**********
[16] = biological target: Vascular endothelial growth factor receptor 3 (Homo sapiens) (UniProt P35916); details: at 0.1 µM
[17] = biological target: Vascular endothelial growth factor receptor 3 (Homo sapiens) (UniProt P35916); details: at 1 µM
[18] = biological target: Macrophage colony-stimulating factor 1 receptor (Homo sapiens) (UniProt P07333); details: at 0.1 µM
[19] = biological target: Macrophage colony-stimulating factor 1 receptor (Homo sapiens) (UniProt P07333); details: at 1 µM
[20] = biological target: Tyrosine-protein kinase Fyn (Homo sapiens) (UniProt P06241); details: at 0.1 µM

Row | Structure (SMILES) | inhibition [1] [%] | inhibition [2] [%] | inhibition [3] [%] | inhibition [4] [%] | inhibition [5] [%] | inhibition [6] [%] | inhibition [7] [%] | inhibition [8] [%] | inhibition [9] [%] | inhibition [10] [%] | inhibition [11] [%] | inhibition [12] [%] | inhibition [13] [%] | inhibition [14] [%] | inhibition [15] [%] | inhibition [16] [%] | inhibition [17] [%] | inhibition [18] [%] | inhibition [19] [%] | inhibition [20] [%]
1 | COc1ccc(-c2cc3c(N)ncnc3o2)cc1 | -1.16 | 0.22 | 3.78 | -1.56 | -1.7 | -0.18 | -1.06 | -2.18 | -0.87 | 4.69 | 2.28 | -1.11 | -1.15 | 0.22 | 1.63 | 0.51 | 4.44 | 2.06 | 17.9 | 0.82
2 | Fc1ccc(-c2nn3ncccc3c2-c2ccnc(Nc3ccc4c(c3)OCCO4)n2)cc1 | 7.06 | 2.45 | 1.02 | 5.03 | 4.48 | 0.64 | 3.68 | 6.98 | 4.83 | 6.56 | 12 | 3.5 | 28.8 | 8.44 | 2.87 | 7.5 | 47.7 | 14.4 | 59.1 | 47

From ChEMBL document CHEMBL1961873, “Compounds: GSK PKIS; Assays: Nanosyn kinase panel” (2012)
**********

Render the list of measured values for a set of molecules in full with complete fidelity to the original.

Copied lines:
[16] = biological target: Vascular endothelial growth factor receptor 3 (Homo sapiens) (UniProt P35916); details: at 0.1 µM
[17] = biological target: Vascular endothelial growth factor receptor 3 (Homo sapiens) (UniProt P35916); details: at 1 µM
[18] = biological target: Macrophage colony-stimulating factor 1 receptor (Homo sapiens) (UniProt P07333); details: at 0.1 µM
[19] = biological target: Macrophage colony-stimulating factor 1 receptor (Homo sapiens) (UniProt P07333); details: at 1 µM
[20] = biological target: Tyrosine-protein kinase Fyn (Homo sapiens) (UniProt P06241); details: at 0.1 µM

Row | Structure (SMILES) | inhibition [1] [%] | inhibition [2] [%] | inhibition [3] [%] | inhibition [4] [%] | inhibition [5] [%] | inhibition [6] [%] | inhibition [7] [%] | inhibition [8] [%] | inhibition [9] [%] | inhibition [10] [%] | inhibition [11] [%] | inhibition [12] [%] | inhibition [13] [%] | inhibition [14] [%] | inhibition [15] [%] | inhibition [16] [%] | inhibition [17] [%] | inhibition [18] [%] | inhibition [19] [%] | inhibition [20] [%]
1 | COc1ccc(-c2cc3c(N)ncnc3o2)cc1 | -1.16 | 0.22 | 3.78 | -1.56 | -1.7 | -0.18 | -1.06 | -2.18 | -0.87 | 4.69 | 2.28 | -1.11 | -1.15 | 0.22 | 1.63 | 0.51 | 4.44 | 2.06 | 17.9 | 0.82
2 | Fc1ccc(-c2nn3ncccc3c2-c2ccnc(Nc3ccc4c(c3)OCCO4)n2)cc1 | 7.06 | 2.45 | 1.02 | 5.03 | 4.48 | 0.64 | 3.68 | 6.98 | 4.83 | 6.56 | 12 | 3.5 | 28.8 | 8.44 | 2.87 | 7.5 | 47.7 | 14.4 | 59.1 | 47

From ChEMBL document CHEMBL1961873, “Compounds: GSK PKIS; Assays: Nanosyn kinase panel” (2012)